He'll stop for coffee and make his way past the ridiculously fit mothers jogging with strollers and the local beachcombers taking advantage of another splendid day in the tony section of the South Bay.
He'll grab his dog, a black Labrador named Arnold, and the two will disappear into the beach tableau.
It's a moment of relaxation and anonymity, but take a step back and the paradox comes too easily:
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Drama? Richards already has been through a coaching change and suffered a concussion in his first three months as a King. It makes it all the more difficult to evaluate his L.A. experience to this point, so he doesn't try to figure it out.
"It's been an up-and-down year," said Richards, the subject of the latest episode of "NHL 36," which will debut Wednesday at 6:30 p.m. ET on NBC Sports Network. "There's been a lot of hurdles you have to go over. But you don't expect it to be smooth sailing."
Call this a rip tide for Richards and the Kings, who have been shut out 1-0 in back-to-back games and have dropped from the top eight in the Western Conference.
A Kings squad that many thought would be a top-four team in the West is 30th in the League in scoring at 2.03 goals per game, and change could be coming with the Feb. 27 trade deadline approaching.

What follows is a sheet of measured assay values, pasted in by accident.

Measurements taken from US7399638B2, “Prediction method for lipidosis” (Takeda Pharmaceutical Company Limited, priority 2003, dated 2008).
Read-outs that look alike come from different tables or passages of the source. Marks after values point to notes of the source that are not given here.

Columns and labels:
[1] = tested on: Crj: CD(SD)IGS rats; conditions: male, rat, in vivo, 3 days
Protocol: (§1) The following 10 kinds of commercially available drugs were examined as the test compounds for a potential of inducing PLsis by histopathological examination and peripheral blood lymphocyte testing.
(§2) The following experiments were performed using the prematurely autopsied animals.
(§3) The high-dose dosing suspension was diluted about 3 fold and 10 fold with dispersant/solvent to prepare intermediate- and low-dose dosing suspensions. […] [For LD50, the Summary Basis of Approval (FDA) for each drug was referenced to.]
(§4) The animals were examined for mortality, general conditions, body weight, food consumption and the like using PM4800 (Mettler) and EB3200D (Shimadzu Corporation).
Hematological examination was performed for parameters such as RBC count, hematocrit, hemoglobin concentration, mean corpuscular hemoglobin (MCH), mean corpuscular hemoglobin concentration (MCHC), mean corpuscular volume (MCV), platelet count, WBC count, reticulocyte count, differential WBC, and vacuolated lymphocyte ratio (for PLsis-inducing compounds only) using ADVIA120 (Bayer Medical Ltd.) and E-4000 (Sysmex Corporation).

It's a marked change for Richards from this time a year ago, when Richards was captaining a Philadelphia Flyers team that was 39-15-5 through 59 games and was among the highest-scoring teams in the NHL.
Wayne Simmonds, who went to Philadelphia with Brayden Schenn and a draft pick in exchange for Richards (and prospect Rob Bordson), would lead the Kings right now with 20 goals.
No wonder Richards needs to clear his head with Arnold at the beach.
"That's the thing I think that's the most frustrating side of it -- that the talent that we have, we can't put the finger on why we're not scoring," Richards said.
"I've never seen anything like it or been a part of something like this where we have so many chances and we just can't seem to put the puck in the net. I'm not sure what it is, but the only way we can get out of it is working harder, and we have some work to do."
Statistically, Richards has not been the same since he suffered a concussion on a hit by Florida's Sean Bergenheim on Dec. 1. He missed three weeks, but has just three goals since the injury, and only one since Jan. 14.
Richards said physically he's fine, and added, "I'm getting a lot of looks at the net. I'm just not able to put it in."
Center - LAK
GOALS: 14 | ASST: 14 | PTS: 28
SOG: 122 | +/-: 0
SOG: 122 | +/-: 0
In an Oct. 22 game against Dallas, Richards fought Steve Ott and later won an offensive-zone faceoff that produced the game-winning goal.
Last week Richards won 12 of 18 faceoffs and combined with Anze Kopitar to win 29 of 40 draws in a 2-1 overtime loss to the New York Islanders. The next day he got an assist and won 13 of 19 faceoffs in a 4-2 win against Dallas.
Last Thursday saw the 5-foot-11 Richards engage in a fight with 6-foot-6 Phoenix center Martin Hanzal.
"It looked like a monster fighting a kid or something," said Kings defenseman Drew Doughty, who also played with Richards on the 2010 Canadian Olympic team. "He did a good job. … It got our team going.